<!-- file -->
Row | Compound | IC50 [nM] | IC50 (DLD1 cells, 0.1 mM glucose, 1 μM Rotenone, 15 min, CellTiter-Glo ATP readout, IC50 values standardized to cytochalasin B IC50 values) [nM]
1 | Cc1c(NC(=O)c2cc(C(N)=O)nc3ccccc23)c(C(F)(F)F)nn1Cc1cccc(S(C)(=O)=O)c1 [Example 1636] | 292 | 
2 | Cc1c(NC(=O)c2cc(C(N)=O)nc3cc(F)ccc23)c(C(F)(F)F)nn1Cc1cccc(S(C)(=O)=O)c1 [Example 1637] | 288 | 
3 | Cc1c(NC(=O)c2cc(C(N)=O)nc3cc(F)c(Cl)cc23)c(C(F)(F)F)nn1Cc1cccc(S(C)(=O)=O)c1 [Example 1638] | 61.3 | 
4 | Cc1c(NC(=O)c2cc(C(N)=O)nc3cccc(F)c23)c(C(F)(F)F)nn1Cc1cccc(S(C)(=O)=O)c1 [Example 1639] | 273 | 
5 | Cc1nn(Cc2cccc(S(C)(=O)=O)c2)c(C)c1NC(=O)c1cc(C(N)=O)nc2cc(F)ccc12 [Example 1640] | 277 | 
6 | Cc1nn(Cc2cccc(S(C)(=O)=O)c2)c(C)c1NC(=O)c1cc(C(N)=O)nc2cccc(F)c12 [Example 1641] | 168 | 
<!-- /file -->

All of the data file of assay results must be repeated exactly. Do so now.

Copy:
Row | Compound | IC50 [nM] | IC50 (DLD1 cells, 0.1 mM glucose, 1 μM Rotenone, 15 min, CellTiter-Glo ATP readout, IC50 values standardized to cytochalasin B IC50 values) [nM]
1 | Cc1c(NC(=O)c2cc(C(N)=O)nc3ccccc23)c(C(F)(F)F)nn1Cc1cccc(S(C)(=O)=O)c1 [Example 1636] | 292 | 
2 | Cc1c(NC(=O)c2cc(C(N)=O)nc3cc(F)ccc23)c(C(F)(F)F)nn1Cc1cccc(S(C)(=O)=O)c1 [Example 1637] | 288 | 
3 | Cc1c(NC(=O)c2cc(C(N)=O)nc3cc(F)c(Cl)cc23)c(C(F)(F)F)nn1Cc1cccc(S(C)(=O)=O)c1 [Example 1638] | 61.3 | 
4 | Cc1c(NC(=O)c2cc(C(N)=O)nc3cccc(F)c23)c(C(F)(F)F)nn1Cc1cccc(S(C)(=O)=O)c1 [Example 1639] | 273 | 
5 | Cc1nn(Cc2cccc(S(C)(=O)=O)c2)c(C)c1NC(=O)c1cc(C(N)=O)nc2cc(F)ccc12 [Example 1640] | 277 | 
6 | Cc1nn(Cc2cccc(S(C)(=O)=O)c2)c(C)c1NC(=O)c1cc(C(N)=O)nc2cccc(F)c12 [Example 1641] | 168 | 